The Self-Released Album Reference Guide for Musicians

This article is part 4 of a 4-part series by guitarist Cameron Mizell. For more information about self-releasing your album, visit the series home page:

The Self-Released Album

Should I Self Release My Album? and Self Releasing and Album – Pros and Cons by Heather McDonald at will help you decide whether or not you’re up for the task. Heather has written about her career in music on our site, and her own blog is loaded with useful articles such as these.

Before Designing Your Next Album is an article based on my experiences in the Creative department at the Verve Music Group and working with independent musicians putting together their own releases. These tips will help your CD look more professional.

Home Recording for Indie Musicians with Indie Budgets might help those of you who can’t afford the studio. In fact, I believe not all albums need to be recorded in a studio. Home recording equipment is relatively affordable now. Plus the relaxed, comfortable atmosphere of your own home relieves the pressure of budgetary and time constraints that can come along with hiring a studio and engineer.

Creating a Budget for Your New Album will give you a better idea of what recording and releasing your album might realistically cost. Avoid surprise costs that could derail your plans by creating an appropriate budget ahead of time.

How to Release an Album

An Introduction to the Self-Released Album will give you an outline of the process and a little history as to why this is even possible. This was the first article in this series on the self-released album, and an excellent place to start.

The Self-Released Album 101: The Basics discusses the different types of stores in which you can sell your CDs and downloads, the all important distribution, and some bare essentials necessary to start selling your music such as the UPC, ISRCs, and metadata.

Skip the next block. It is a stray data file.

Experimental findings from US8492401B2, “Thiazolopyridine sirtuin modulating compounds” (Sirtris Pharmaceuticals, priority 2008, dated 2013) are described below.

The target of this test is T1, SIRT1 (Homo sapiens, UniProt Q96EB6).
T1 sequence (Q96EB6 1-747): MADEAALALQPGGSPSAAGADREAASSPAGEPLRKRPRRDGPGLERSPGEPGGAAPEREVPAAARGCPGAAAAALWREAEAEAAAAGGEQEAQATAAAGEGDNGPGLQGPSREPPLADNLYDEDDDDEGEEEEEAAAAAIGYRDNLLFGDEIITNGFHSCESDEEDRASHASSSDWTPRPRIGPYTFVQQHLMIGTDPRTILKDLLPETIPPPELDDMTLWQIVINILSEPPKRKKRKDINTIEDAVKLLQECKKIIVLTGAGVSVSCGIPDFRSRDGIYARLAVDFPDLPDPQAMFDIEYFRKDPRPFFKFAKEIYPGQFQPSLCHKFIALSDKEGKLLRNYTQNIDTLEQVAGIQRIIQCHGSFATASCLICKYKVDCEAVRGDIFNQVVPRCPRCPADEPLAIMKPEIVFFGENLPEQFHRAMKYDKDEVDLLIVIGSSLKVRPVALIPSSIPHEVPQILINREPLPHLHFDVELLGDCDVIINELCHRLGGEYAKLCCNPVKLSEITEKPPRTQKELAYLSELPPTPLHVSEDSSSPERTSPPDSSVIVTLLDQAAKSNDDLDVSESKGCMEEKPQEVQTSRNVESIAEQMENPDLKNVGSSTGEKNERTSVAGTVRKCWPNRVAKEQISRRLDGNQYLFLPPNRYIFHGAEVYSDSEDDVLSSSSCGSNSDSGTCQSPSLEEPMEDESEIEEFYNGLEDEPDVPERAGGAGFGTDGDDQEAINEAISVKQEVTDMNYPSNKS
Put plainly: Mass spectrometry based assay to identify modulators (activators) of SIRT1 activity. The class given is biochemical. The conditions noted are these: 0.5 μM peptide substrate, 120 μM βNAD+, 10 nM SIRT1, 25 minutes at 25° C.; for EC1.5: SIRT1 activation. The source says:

The Self-Released Album 201: The Details continues where the last article left off and teaches you how to create a production schedule, gives you a crash course in manufacturing, and offers a little guidance over some legal matters like copyrights, licensing cover songs, and that legal line you see on the back of every CD.

What’s a Netlabel? by Andrew Dubber at New Music Strategies discusses the grey area between being signed to a record label and being a completely DIY, independent musician. There are a number of emerging business models that can help you release and market your album digitally. If you’re looking for somebody to help you the business end of releasing an album in exchange for a portion of the profits, a netlabel business model may be right for you.

Should I Pay For Music Distribution? Another article by Heather McDonald. Any article that discusses what you should or shouldn’t pay for is a must read.

How to Promote and Market an Album